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this will be notecards for you in the audience so, please, write down any questions that you have. there will be student volunteers walking throughout the church collecting those, so we'll be reading them and answering all of your questions at the end of this panel today. so without further ado, i will turn it over to dr. daniel webster. >> thank you, kelly. in i believe it was march of 2013 following the tragedy at sandy hook elementary school, some colleagues got together -- well, first of all, i should say i was approached by josh horowitz who runs the educational fund to stop gun violence who also is a faculty
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member at johns hopkins who teaches health advocacy. and he proposed that we convene a group of individuals around the question about mental illness and gun violence and what can be done. i confess i was very skeptical. i said haven't we tried this before and failed miserably? he said, yes, but i have hope, there's new ways to look at this, and is we didment we put a lot of stakeholders around, clinicians, researchers, people with expertise in gun violence and policy and legal an decision. and we did spend roughly two days together and came up with something that i think has been incredibly productive, that has really helped us reframe and repurpose how we think about
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this problem. and i'm going to talk about sort of one component of that. dr. gold is going to cover in a far many in-depth way the mental illness and gun violence questions. but what this group that i thought couldn't agree on anything actually was almost unanimous in their agreement is that we are going to save more lives and have a bigger impact on reducing gun violence not by focusing on someone's diagnosis, but focusing on their behavior. what are they doing, are they doing violent, dangerous things, and if they are, how could our policies make guns less accessible to such individuals at least under, in the time frame and the particular points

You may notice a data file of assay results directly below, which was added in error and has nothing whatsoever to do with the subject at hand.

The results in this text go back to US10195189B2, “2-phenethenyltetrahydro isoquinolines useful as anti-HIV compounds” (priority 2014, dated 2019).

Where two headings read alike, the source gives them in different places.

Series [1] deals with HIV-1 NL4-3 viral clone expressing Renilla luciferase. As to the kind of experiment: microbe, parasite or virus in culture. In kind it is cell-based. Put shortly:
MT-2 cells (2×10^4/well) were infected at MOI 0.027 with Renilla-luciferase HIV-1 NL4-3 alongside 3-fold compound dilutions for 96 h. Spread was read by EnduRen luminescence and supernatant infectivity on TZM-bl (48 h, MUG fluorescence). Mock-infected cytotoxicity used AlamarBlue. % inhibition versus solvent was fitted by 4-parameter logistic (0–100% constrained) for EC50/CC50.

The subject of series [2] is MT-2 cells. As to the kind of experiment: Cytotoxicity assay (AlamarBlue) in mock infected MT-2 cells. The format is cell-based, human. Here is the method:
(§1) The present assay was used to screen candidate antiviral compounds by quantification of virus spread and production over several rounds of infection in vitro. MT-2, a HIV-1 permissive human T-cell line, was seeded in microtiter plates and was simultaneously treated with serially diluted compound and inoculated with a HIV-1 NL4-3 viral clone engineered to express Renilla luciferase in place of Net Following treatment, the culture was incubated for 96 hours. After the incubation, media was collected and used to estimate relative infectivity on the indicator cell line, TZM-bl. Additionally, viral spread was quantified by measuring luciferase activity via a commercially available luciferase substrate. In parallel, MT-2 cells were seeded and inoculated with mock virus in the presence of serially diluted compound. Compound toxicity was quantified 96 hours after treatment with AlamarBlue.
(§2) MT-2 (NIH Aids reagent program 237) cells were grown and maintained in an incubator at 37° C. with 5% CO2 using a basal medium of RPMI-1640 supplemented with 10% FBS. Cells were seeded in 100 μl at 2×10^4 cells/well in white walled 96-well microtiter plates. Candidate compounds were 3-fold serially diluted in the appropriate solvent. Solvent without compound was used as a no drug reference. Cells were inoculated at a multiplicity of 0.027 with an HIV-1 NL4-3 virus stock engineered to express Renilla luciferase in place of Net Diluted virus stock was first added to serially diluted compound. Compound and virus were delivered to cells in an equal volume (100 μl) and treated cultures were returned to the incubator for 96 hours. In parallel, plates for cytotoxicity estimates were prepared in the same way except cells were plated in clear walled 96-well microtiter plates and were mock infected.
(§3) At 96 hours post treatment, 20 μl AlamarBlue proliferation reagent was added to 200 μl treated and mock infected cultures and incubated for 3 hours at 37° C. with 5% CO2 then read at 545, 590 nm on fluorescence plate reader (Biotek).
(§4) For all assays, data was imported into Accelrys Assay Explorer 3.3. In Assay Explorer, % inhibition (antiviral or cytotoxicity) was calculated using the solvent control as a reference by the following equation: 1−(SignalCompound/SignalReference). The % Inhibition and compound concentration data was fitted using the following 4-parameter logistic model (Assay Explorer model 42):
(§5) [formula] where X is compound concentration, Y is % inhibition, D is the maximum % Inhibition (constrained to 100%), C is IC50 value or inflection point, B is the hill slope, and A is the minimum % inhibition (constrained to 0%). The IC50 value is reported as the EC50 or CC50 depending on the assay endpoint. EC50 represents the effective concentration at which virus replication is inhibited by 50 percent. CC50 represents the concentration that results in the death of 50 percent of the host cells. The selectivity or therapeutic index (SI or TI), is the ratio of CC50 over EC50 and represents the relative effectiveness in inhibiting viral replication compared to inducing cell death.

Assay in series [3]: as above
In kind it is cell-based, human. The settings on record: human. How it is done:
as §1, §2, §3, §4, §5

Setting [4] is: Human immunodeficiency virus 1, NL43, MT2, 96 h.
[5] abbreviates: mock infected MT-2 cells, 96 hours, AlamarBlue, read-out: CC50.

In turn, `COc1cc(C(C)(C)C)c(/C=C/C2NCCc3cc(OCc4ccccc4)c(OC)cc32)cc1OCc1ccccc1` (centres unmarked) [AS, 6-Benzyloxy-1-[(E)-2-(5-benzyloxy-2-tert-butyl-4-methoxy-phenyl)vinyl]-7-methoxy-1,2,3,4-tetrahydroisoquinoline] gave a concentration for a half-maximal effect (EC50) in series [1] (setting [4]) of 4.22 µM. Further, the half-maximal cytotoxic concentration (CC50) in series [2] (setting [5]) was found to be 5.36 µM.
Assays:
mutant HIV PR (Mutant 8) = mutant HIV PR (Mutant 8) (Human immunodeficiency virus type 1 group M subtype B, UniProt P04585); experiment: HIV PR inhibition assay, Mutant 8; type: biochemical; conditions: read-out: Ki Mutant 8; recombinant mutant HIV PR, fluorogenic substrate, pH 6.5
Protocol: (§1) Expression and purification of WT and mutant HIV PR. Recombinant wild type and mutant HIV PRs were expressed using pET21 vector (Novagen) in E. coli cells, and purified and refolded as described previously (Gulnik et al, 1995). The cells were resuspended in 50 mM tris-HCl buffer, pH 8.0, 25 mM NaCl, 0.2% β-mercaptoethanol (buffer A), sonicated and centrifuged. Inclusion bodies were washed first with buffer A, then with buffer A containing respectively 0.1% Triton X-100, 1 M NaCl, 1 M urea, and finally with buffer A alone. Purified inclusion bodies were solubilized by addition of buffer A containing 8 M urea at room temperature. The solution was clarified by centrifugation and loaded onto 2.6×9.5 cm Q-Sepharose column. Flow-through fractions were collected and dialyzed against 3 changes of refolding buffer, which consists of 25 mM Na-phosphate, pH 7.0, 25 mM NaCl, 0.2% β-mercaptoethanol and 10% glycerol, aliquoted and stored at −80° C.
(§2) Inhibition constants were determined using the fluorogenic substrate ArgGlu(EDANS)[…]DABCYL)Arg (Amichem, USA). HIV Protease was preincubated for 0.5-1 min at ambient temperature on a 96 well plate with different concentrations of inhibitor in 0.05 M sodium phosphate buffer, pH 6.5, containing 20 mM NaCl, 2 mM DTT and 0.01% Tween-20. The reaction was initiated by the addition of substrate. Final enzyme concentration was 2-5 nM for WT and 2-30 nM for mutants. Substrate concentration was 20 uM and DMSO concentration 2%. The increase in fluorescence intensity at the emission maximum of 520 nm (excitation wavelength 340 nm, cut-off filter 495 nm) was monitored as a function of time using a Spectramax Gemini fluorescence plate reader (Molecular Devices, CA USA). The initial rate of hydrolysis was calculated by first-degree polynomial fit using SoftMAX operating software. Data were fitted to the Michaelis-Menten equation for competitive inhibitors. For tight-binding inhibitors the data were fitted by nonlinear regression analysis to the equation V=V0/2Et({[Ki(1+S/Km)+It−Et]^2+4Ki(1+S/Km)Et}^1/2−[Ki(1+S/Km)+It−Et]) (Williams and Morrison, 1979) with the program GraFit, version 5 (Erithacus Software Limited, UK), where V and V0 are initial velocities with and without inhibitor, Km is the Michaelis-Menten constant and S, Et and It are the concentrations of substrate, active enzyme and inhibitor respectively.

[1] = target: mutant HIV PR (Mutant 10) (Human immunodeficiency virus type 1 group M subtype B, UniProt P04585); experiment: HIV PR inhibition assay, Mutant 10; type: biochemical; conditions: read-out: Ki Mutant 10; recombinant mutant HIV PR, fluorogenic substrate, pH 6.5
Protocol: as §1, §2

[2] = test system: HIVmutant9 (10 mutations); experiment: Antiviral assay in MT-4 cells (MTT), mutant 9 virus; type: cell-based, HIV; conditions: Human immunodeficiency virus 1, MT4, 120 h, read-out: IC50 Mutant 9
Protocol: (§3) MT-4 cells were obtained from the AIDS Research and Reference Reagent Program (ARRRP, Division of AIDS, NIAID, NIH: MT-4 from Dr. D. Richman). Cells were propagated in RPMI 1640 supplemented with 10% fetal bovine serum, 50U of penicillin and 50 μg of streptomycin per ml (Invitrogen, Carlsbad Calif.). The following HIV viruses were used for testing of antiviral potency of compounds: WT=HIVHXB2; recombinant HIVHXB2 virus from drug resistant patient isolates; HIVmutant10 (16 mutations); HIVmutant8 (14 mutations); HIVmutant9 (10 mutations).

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when that is most important. risk is not static. risk changes enormously over time, as my age curve showed you. so what came there be that is a set of reports with recommendations, and and i'm going to talk to you about now that come under that first category that i was talking about, what should our standards be for legal gun ownership. and we came up with reports both for federal changes. i'm going to talk about -- there's a lot of commonality of what needs to happen at the federal level as well as in many states. so i'm going to focus on the state recommendations from the state report and just talk a little bit about that. and we can, we can talk more when we get to the end of this. but, so first of all we did address something that we felt was quite important as it relates to mental illness